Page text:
Having to pay real money for the privilege of letting someone else profit off my efforts (in Neverwinter) would be completely unacceptable to me, and I don’t see how that won’t happen.

Also, the whole point of my writing and design efforts would be to compensate for what is missing in the first place. I’m not complaining, or anything. I just suspect that I’d rather be working on my own Flash game, which will be for me and not for Cryptic/Perfect World.

More Reading:

Escapist Magazine on Torment funding record.
Rock Paper Shotgun article.

Old D&D Dinosaur Looks At Fourth Edition (4E) D&D For Neverwinter

I’ve written a lot about Neverwinter Online lately after playing two weekends in the beta. A few nights ago after getting frustrated by the cleric in Neverwinter, I researched the topic online and found that the Cleric class is widely considered nerfed in 4E for various reasons.

I had been too lazy to spend hours studying 4E before playing Neverwinter. Clerics don’t raise dead now. Anyone with the heal skill can pay 500 gold and raise almost anyone from the dead by waving their hands around and pretending to be pious in something officially called a “Ritual”. Who knew?

“You bend over the body of your slain comrade, applying
sacramental unguents. Finally his eyes flutter open as he is
restored to life. Level: 8 Component Cost: 500 gp”

I don’t think I’m alone in being ignorant (and skeptical) about 4E D&D. A lot of players, and maybe the great majority, are going to be confused when entering Neverwinter and seeing this new version of D&D that looks nothing like what they are used to, much less in previous Neverwinter campaign games.

I almost wonder if Cryptic should call their game “Neverwinter 4E” or “Fourth Edition” to make it more clear where all of my beloved cleric and mage spells went. It’s also the fourth Neverwinter CRPG, I believe, so that works two ways.

In this post, I want to take my research further with a survey of the D&D 4E game manuals with notes-to-self from a complete 4E newbie. I do want to enjoy this game. It’s a must-play. I have played only up to 3E through the original Neverwinter and all expansions, and Neverwinter 2.

I also played the original D&D books briefly, then advanced D&D with pencil, paper, and friends. Those days were also the dawn of computer games. Speaking of 2E, I purchased the Baldur’s Gate:Enhanced Edition tonight for $19.99 on Steam.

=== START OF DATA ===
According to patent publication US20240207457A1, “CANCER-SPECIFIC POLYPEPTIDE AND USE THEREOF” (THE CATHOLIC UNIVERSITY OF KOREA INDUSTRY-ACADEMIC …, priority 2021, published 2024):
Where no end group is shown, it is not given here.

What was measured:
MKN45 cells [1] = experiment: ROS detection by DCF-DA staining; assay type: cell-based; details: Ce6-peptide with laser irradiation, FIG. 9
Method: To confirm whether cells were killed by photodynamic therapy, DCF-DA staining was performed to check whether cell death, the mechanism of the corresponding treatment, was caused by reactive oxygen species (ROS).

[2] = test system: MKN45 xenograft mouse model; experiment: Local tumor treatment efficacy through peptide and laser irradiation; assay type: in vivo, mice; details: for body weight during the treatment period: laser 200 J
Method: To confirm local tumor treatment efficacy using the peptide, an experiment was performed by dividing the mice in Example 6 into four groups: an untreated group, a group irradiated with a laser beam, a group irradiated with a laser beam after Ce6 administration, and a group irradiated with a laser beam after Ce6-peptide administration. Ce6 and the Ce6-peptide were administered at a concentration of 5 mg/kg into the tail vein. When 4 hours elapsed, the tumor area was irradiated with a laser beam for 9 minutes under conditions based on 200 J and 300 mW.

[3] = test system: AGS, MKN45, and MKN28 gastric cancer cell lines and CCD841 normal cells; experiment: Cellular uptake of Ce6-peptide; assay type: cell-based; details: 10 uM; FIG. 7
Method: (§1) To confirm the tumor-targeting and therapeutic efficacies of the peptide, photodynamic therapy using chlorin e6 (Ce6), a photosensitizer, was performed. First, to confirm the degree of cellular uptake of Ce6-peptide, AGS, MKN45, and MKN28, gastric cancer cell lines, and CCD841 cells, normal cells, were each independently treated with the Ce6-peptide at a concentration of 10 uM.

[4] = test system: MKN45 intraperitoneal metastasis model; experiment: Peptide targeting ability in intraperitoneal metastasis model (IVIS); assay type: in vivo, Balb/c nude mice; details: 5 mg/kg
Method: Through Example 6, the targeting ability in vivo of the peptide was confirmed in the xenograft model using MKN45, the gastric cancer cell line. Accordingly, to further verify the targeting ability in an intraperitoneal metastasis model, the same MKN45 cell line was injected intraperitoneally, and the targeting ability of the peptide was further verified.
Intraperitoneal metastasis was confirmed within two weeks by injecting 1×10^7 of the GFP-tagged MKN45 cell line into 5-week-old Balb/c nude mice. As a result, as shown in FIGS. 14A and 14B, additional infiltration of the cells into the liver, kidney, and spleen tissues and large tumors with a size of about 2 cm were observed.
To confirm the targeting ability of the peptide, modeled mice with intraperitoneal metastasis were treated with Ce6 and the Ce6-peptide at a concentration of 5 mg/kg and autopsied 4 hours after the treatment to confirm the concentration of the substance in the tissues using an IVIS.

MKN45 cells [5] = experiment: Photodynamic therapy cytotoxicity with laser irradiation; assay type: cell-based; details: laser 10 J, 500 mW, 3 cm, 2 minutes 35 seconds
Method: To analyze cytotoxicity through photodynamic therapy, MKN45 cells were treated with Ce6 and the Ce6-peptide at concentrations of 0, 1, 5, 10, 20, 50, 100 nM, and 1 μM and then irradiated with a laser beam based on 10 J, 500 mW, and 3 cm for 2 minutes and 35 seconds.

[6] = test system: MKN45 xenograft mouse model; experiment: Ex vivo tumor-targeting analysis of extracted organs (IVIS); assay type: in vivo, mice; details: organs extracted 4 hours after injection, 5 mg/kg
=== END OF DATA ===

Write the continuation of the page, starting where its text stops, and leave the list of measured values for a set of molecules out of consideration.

I want to support Beamdog and Overhaul Games (they are looking for an entry-level graphic artist in Edmonton, by the way) for their work on BG1 and the coming BG2 re-release, and I really want to support the possibility of a Baldur’s Gate 3, but this is a topic for another post.

My first impression is that BG:EE is no joke hard. My level one party wiped three times to random encounters on the very first road we took, using the second-easiest game mode. Save games–hello old friends!


I quit playing pencil and paper D&D in 1986. According to Wikipedia, that was before 2E when supposedly “references to demons and devils, sexually suggestive artwork, and playable, evil-aligned character types – such as assassins and half-orcs – were removed.” (Wikipedia).

That statement conflicts with the fact that the first Manual of the Planes was published in 1987. Yes, we had lots of trafficking with demons and devils in those days, but I see that even the newer Monster Manual has no such qualms about demons.

Moreover, there was the Planescape setting published in 1994 that further elaborated on the cosmology put forth in Manual of the Planes. Today this manual looks wonderful, with lots of information on the Astral plane, the Feywild, planar travel, and Sigil, City of Doors, which featured in the great RPG Planescape Torment.

I frankly love planar adventures. I have been hoping that Rift (the MMO) would take advantage of its cosmology to take adventurers to other planes, but so far they have only hinted that it might come at some point.